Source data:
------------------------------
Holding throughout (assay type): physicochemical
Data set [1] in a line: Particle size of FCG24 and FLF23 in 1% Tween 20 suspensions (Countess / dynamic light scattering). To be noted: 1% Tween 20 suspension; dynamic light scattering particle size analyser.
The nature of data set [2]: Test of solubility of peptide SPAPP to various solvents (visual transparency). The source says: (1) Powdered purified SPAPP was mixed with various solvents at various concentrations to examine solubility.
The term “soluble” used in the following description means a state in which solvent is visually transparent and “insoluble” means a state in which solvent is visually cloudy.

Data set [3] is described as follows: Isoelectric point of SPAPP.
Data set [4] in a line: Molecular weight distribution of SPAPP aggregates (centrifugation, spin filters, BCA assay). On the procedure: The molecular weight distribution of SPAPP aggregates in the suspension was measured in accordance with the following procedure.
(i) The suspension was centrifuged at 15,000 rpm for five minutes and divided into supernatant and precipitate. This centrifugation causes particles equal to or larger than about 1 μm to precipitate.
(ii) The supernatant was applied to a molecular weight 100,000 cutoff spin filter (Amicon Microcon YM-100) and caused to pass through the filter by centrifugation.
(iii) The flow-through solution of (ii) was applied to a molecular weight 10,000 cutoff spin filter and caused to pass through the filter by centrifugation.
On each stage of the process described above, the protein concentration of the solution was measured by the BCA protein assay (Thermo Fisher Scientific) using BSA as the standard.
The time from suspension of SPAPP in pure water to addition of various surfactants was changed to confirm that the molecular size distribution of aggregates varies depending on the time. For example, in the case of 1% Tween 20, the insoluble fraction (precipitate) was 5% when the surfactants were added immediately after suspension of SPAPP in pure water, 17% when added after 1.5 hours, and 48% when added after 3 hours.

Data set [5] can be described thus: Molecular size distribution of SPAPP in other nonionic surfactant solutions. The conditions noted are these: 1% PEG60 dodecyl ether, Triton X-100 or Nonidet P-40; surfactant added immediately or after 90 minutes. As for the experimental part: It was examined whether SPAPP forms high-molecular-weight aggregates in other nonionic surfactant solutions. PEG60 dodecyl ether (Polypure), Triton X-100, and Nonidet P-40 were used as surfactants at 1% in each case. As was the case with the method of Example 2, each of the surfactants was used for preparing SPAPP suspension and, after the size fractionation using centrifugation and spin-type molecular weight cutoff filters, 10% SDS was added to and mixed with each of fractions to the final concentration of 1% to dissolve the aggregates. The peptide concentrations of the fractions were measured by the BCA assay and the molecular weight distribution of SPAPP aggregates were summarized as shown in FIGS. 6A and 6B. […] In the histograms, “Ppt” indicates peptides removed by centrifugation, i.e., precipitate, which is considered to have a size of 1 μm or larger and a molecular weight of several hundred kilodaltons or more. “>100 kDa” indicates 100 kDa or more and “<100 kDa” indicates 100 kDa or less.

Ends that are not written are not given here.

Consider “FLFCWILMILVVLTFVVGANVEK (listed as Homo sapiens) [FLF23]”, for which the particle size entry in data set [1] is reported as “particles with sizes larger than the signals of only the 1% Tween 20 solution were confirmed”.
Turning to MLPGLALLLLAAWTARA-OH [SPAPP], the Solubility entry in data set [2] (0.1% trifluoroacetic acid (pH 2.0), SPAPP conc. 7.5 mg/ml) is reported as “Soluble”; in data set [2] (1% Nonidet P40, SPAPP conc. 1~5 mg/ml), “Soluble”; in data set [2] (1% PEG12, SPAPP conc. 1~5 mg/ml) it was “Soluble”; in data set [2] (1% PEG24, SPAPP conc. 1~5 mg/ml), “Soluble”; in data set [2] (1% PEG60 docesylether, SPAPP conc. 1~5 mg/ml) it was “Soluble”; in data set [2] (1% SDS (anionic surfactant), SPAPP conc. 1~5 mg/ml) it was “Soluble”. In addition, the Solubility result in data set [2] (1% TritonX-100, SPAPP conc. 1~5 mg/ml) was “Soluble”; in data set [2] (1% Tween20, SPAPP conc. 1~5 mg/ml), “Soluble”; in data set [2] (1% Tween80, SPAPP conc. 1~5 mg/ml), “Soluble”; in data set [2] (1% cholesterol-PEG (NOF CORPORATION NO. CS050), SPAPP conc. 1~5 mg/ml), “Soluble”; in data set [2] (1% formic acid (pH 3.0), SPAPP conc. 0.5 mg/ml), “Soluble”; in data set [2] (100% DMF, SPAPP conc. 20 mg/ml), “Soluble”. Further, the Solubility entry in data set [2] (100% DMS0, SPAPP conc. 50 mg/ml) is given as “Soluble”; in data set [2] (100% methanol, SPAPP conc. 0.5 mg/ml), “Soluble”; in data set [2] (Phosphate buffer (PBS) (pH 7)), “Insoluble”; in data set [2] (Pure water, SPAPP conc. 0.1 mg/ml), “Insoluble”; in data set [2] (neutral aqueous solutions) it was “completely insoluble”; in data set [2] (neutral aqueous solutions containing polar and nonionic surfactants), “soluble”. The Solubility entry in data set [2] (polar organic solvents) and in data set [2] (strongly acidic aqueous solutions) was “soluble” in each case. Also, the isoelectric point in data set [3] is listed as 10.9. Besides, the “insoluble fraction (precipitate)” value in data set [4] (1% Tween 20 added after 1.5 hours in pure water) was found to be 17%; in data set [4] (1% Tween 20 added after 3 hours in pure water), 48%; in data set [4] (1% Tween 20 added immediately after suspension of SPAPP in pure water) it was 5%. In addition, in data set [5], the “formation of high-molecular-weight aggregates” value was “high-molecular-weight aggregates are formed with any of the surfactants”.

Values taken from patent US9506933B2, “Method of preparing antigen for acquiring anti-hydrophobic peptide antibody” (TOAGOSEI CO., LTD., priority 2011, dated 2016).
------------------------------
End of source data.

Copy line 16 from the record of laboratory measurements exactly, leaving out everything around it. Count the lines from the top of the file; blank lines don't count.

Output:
Values taken from patent US9506933B2, “Method of preparing antigen for acquiring anti-hydrophobic peptide antibody” (TOAGOSEI CO., LTD., priority 2011, dated 2016).